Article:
There is a fantastic moment at the end of Charlie Wilson’s War, where the late (and great) Philip Seymour Hoffman tells a story that nails the strategy of the Venezuelan opposition since 2002 spot on.
There’s a little boy and on his 14th birthday he gets a horse… and everybody in the village says, “how wonderful, the boy got a horse.” And the Zen master says, “we’ll see.” Two years later The boy falls off the horse, breaks his leg, and everybody in the village says, “how terrible.” And the Zen master says, “We’ll see.” Then a war breaks out and all the young men have to go off and fight… except the boy can’t cause his legs messed up. and everyone in the village says, “How wonderful…”
You get the idea. Then, PHS, in his role as Gust Avrakotos, warns a womanizing US Senator, played by Tom Hanks, that it is oh so wonderful that they have managed to drive the Russians out of Afghanistan, but the US has to make a huge effort ($$$$) to become friendly with the locals and not abandon them to their own fate. They had to see through what they had done there or it would backfire.
They didn’t, and history, not Hollywood, proved the point. Afghanistan went to hell and eventually the US ended up sunk in deep (shit) conflict with them.
In April 2002 Hugo Chavez was overthrown due to large protests that took place mainly in Caracas, and were supported by the middle class, PDVSA (¿?), and different organizations that included, on the same side, workers and employers. Chávez was driven out of office (Wonderful!). A couple of days later, Chávez was back, stronger than ever. Later, that same year PDVSA workers went on strike to put pressure on the government regarding 49 new laws that would drive the country to hell (Wonderful!). A couple of months later, Chávez fired thousands of those workers and regained control of the company. In 2007, Chavez proposed a referendum to reform the Constitution and radicalize the socialist revolution, thanks to the students, the opposition won (Wonderful!). Shortly thereafter Chavez was enabled to legislate and he included the subject of the reform in several laws. 2013, Chavez died (Wonderful!). Oh, he left Nicolas Maduro. But, Chavez died (Wonderful!). Oh, he left Diosdado Cabello. No, really, Chavez died (Wonderful!). Oh, he left the Castro brothers. Again, you get the idea.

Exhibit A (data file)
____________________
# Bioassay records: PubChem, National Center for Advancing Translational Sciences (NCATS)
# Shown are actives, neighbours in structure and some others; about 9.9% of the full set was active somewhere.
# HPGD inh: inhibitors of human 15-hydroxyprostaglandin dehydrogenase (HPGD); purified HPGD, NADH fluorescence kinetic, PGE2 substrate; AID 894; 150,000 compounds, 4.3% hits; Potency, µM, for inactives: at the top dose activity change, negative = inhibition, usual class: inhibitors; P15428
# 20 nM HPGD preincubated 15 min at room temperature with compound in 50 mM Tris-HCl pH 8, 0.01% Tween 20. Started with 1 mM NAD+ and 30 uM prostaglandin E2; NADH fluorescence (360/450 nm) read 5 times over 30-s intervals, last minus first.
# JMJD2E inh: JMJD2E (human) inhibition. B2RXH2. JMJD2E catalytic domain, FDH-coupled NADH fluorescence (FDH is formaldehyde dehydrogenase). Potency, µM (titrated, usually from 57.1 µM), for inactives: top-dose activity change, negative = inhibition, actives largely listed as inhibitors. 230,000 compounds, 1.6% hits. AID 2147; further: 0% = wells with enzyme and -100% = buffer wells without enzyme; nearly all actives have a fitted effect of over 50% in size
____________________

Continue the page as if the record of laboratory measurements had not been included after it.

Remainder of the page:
There was a popular soap opera character in the nineties, Eudomar Santos, who embodied Venezuelan philosophy to its fullest. He used to say “as it comes, WE’LL SEE how it goes” (como vaya viniendo vamos viendo). Mr. Santos rode THAT horse. He planned for nothing, and hoped for the best. This is how the opposition has been playing things all these years. No see through plans.
The current situation has been compared to that of 2002. For better or worse (and I won’t make an assessment on whether we are in a better place now than we were then), both situations are not close to being similar. Most of the main elements are different, so we can hardly expect a similar outcome. This time around the protests have been organized by the students. Chavez is not a part of the equation. Back then, the protests took place because of the debacle that was to come. Now, the protests are taking place because the debacle that came. Chavez is not a part of the equation. The economy is down the toilet. There has been more repression by the authorities. The focus is not Caracas. And, of course, there is some sort of political cohesion in the opposition.
The only element which seems to repeat itself this time around (and, dammit!), is that the Venezuelan opposition stands right now on what seems to be an improvised scenario. If so, there is, of course, no way of predicting what is going to happen, nor a way of seeing through whatever happens.
There seems to be some sort of leadership crisis in the opposition, which may not necessarily be negative. It is positive that Leopoldo Lopez’s following has rocketed, his views represent those of a good chunk of the —middle class— opposition. It is also positive that Henrique Capriles is working on containing the situation, and using a moderate approach that appeals to another huge group. By regrouping their own followers, they will have an opportunity to bring together an opposition that lays divided (but not disbanded) and, perhaps, even manage to control the student protesters who seem to have gone haywire. One could only hope there is a macabre plan (or plans A, B, C, and D, at the least) behind this and it is not just improvisation. In the past, improvising has taken huge tolls on the opposition’s integrity and strength. If everything is left to chance, WE’LL SEE…
The end is nigh, pack a toothbrush.
[Disclaimer: I have reservations towards #LaSalida. Not in the exact same page as Juan (although pages in this story seem to change by the second as my own opinion has), but reservations nonetheless.]Caracas Chronicles is 100% reader-supported. Support independent Venezuelan journalism by making a donation.